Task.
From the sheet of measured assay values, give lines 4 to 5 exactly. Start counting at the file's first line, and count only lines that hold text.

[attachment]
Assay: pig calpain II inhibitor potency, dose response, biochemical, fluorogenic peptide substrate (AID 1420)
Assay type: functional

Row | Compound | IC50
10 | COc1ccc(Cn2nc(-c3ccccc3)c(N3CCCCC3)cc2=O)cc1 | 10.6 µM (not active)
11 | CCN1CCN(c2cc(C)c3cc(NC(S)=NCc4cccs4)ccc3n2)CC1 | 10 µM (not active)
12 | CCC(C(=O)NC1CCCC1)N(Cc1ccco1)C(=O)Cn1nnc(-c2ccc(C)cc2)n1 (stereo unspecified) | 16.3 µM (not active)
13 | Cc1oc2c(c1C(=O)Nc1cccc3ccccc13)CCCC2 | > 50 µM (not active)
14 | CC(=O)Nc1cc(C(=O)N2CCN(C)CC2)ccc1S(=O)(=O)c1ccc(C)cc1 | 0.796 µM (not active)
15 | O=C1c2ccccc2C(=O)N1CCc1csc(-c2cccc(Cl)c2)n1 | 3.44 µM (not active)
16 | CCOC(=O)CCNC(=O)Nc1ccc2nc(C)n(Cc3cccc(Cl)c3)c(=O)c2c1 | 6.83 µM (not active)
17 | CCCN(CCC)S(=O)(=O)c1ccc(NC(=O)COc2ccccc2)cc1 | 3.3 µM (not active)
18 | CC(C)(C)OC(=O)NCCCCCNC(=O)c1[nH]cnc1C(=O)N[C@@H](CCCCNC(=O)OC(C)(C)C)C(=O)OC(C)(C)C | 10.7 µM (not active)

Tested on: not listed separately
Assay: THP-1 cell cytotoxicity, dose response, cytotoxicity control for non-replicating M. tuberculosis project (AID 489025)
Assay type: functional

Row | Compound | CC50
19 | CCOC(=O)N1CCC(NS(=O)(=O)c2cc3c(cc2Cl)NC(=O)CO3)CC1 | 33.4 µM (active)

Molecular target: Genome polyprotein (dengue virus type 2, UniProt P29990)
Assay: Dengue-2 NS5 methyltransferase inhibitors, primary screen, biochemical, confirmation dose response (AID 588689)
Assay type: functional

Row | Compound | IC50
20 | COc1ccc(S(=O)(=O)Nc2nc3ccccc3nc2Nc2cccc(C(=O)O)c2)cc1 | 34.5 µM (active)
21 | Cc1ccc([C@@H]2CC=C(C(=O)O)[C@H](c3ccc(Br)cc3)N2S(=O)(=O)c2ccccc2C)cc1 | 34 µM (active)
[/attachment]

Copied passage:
10 | COc1ccc(Cn2nc(-c3ccccc3)c(N3CCCCC3)cc2=O)cc1 | 10.6 µM (not active)
11 | CCN1CCN(c2cc(C)c3cc(NC(S)=NCc4cccs4)ccc3n2)CC1 | 10 µM (not active)